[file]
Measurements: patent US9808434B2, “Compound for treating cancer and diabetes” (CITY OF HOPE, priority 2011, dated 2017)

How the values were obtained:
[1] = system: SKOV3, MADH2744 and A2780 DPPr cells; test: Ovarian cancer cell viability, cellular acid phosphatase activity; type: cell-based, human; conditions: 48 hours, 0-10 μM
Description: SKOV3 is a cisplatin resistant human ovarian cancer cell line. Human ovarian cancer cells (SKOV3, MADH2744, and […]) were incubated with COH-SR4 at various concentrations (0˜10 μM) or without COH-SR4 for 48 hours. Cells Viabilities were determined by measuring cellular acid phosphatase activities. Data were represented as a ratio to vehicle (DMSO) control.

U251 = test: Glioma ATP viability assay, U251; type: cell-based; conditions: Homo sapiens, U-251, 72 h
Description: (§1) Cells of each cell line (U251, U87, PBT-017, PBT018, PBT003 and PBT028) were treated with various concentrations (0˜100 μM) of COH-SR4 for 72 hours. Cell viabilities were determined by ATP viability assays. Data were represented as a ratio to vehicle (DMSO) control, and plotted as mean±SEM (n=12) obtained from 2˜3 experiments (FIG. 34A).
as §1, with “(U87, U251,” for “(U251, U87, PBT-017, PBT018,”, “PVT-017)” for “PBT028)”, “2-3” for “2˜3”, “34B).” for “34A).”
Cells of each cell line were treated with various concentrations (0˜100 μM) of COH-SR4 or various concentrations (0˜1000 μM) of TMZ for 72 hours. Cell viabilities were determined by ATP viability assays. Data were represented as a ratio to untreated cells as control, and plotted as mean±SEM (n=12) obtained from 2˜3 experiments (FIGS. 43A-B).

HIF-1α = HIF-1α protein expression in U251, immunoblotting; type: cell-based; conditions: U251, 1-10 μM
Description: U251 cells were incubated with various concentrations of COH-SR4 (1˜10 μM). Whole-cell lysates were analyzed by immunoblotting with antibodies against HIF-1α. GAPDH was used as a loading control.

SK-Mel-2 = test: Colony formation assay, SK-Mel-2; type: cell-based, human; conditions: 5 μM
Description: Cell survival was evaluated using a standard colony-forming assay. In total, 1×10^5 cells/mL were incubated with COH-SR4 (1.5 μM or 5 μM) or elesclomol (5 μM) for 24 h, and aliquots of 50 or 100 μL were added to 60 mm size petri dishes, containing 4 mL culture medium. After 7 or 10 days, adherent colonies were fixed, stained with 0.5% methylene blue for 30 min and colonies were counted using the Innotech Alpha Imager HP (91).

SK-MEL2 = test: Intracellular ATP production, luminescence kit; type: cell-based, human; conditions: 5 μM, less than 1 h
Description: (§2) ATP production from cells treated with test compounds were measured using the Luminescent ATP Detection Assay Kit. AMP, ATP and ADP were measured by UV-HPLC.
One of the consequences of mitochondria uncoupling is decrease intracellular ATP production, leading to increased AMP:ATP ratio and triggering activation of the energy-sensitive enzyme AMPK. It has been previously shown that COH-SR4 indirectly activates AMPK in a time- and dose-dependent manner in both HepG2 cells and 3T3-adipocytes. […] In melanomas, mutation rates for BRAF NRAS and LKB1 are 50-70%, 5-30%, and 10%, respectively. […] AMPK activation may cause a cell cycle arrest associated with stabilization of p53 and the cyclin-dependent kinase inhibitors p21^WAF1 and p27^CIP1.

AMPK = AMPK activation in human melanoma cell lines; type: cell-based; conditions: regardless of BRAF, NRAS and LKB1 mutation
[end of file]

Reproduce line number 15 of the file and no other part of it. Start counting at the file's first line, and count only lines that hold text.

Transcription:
One of the consequences of mitochondria uncoupling is decrease intracellular ATP production, leading to increased AMP:ATP ratio and triggering activation of the energy-sensitive enzyme AMPK. It has been previously shown that COH-SR4 indirectly activates AMPK in a time- and dose-dependent manner in both HepG2 cells and 3T3-adipocytes. […] In melanomas, mutation rates for BRAF NRAS and LKB1 are 50-70%, 5-30%, and 10%, respectively. […] AMPK activation may cause a cell cycle arrest associated with stabilization of p53 and the cyclin-dependent kinase inhibitors p21^WAF1 and p27^CIP1.